Weekly virological update: 23 June 2010
Virological Surveillance, week 23 (6 to 12 June 2010)
Trend of proportions of different type and subtype influenza viruses
Summary on week 23
- Overall influenza activity has remained at low levels in most parts of the world.
- In Northern Hemisphere the number of influenza type B virus detections exceeded that of influenza A.
- However, the detection of influenza A increased in South Hemisphere with the proportion of A(H3N2) increasing and exceeding that of the pandemic A(H1N1)
Global Virological Surveillance
Influenza B viruses continued to be predominating in some countries and areas of Northern Hemisphere, including China (69.8% of all influenza detections), Russian Federation (93.7%). Sporadic influenza B activity has also been observed in some other countries.
Sporadic influenza A activity was reported in some countries in the AFRO region, including Cameroon, Kenya and Madagascar, with the proportion of A(H3N2) increasing (15%).
The total number of specimens reportedly positive for influenza viruses by National Influenza Centres (NICs) from 23 countries was 288. Of these, 88 (30.6%) were typed as influenza A and 200 (69.4%) as influenza B.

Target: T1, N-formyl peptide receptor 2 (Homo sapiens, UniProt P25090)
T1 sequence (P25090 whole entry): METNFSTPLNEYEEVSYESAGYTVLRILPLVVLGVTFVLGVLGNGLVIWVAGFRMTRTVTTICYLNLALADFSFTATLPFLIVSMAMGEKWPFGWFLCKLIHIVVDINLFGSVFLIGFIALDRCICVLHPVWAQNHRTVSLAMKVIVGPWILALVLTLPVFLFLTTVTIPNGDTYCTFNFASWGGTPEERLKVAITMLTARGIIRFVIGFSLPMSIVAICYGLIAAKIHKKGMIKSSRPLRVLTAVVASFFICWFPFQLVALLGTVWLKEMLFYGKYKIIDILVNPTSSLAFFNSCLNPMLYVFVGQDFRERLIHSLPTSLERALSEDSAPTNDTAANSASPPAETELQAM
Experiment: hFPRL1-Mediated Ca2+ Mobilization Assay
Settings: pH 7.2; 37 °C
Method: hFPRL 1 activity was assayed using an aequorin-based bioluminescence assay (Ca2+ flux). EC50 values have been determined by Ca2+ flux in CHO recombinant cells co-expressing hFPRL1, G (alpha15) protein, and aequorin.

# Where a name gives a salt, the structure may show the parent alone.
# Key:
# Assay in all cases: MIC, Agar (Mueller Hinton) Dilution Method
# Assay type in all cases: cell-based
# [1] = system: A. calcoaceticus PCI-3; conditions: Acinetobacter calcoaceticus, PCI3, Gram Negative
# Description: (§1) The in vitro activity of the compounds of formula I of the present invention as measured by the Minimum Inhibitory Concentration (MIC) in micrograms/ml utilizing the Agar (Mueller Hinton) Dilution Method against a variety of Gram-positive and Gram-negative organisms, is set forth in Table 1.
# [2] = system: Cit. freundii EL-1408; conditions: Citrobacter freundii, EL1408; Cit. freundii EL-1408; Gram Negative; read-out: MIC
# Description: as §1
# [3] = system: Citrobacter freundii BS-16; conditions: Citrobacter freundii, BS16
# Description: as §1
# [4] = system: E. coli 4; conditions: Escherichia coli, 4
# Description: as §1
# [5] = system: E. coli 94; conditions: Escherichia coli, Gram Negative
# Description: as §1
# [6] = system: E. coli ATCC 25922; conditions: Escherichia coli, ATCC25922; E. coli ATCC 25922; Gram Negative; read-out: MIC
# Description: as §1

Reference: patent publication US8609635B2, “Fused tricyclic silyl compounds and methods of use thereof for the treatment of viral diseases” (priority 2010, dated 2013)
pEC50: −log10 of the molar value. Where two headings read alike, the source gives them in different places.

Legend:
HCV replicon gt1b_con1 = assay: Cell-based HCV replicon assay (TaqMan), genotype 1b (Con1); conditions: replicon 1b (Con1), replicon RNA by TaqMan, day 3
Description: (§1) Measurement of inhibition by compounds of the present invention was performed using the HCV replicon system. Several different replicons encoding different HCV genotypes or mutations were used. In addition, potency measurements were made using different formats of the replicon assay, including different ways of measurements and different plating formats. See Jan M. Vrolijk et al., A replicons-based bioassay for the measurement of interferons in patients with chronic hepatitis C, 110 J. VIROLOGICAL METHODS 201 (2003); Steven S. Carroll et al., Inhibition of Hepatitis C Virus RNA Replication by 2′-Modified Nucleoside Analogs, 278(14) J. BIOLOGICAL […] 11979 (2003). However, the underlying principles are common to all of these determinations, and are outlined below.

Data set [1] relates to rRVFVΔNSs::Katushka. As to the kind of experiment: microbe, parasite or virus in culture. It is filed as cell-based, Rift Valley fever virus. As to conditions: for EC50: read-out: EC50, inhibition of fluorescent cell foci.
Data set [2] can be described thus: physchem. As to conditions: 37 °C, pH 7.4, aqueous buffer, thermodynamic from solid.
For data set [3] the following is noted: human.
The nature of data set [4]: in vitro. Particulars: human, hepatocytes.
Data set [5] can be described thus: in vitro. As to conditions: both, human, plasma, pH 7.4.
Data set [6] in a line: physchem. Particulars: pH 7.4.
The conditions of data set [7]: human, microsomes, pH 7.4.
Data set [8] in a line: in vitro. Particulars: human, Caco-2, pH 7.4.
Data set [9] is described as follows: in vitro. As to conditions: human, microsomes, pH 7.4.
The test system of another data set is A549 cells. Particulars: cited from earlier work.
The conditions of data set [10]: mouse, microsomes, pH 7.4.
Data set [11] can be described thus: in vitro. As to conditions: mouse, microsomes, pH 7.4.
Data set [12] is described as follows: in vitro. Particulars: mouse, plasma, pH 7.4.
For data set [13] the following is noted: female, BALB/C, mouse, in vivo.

From the start of the pandemic in 19 April 2009 to 12 June 2010, the total number of specimens reported positive for influenza by NIC laboratories was 643,702*. Of these, 488,740 (75.9%) were pandemic A(H1N1), 8,915 (1.4%) were seasonal A(H1N1), 32,630 (5.1%) were A(H3N2), 80,620(12.5%) were A (not subtyped) and 32,678(5.1%) were influenza B.
The majority of pandemic A(H1N1) 2009 influenza viruses analyzed to date are antigenically and genetically closely related to the recommended vaccine virus A/California/7/2009.
So far, 298 cases associated with oseltamivir resistant pandemic A(H1N1) viruses have been reported by GISN and other partners. All of these viruses showed the H275Y substitution and all remain sensitive to zanamivir. (Click below to obtain more information on oseltamivir resistant viruses)
19 April 2009 to 20th June 2010 - cumulatively 155 countries shared a total of 26,105 specimens (19,866 clinical and 6,239 isolates) with WHO CCs.
WHO, through the GISN, continues monitoring the evolution and global circulation of influenza viruses, including pandemic, seasonal and other influenza viruses infecting, or with the potential to infect humans.
* Some NICs report data to FluNet retrospectively and updates of previous data with new results are frequent.